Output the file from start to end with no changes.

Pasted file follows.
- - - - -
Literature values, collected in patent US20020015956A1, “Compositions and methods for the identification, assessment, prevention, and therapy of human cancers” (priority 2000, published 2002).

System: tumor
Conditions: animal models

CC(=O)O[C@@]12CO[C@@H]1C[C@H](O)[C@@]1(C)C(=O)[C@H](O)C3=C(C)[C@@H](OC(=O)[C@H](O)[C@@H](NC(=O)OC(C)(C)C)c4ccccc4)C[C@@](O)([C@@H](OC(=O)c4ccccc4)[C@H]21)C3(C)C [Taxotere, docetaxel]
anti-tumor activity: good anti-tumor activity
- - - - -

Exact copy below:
Literature values, collected in patent US20020015956A1, “Compositions and methods for the identification, assessment, prevention, and therapy of human cancers” (priority 2000, published 2002).

System: tumor
Conditions: animal models

CC(=O)O[C@@]12CO[C@@H]1C[C@H](O)[C@@]1(C)C(=O)[C@H](O)C3=C(C)[C@@H](OC(=O)[C@H](O)[C@@H](NC(=O)OC(C)(C)C)c4ccccc4)C[C@@](O)([C@@H](OC(=O)c4ccccc4)[C@H]21)C3(C)C [Taxotere, docetaxel]
anti-tumor activity: good anti-tumor activity